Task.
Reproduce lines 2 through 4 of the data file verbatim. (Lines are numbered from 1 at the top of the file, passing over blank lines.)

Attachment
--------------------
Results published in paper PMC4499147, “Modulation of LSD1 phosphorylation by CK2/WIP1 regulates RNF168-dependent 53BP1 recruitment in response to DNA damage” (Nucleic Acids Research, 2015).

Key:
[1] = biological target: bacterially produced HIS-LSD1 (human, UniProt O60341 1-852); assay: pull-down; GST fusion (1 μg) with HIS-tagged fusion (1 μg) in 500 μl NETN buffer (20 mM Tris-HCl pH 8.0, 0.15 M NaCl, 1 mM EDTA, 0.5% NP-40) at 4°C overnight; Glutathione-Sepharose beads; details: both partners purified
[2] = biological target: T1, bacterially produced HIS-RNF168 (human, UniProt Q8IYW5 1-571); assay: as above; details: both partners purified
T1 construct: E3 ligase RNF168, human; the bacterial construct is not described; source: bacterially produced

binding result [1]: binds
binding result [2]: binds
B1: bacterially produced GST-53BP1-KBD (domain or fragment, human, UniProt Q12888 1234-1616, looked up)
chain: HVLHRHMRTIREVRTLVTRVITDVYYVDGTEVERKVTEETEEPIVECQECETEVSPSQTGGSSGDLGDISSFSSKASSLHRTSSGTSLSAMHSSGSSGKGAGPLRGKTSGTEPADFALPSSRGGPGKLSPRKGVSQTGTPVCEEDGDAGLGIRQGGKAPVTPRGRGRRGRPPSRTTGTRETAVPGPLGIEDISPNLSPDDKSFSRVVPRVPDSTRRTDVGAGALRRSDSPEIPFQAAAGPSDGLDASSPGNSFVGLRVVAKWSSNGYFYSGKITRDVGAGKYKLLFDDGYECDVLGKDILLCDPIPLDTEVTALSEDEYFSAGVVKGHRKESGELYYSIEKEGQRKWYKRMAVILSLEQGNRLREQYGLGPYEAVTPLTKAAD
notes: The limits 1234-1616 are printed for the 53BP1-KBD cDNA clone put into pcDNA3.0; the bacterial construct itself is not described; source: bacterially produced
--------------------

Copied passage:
Key:
[1] = biological target: bacterially produced HIS-LSD1 (human, UniProt O60341 1-852); assay: pull-down; GST fusion (1 μg) with HIS-tagged fusion (1 μg) in 500 μl NETN buffer (20 mM Tris-HCl pH 8.0, 0.15 M NaCl, 1 mM EDTA, 0.5% NP-40) at 4°C overnight; Glutathione-Sepharose beads; details: both partners purified
[2] = biological target: T1, bacterially produced HIS-RNF168 (human, UniProt Q8IYW5 1-571); assay: as above; details: both partners purified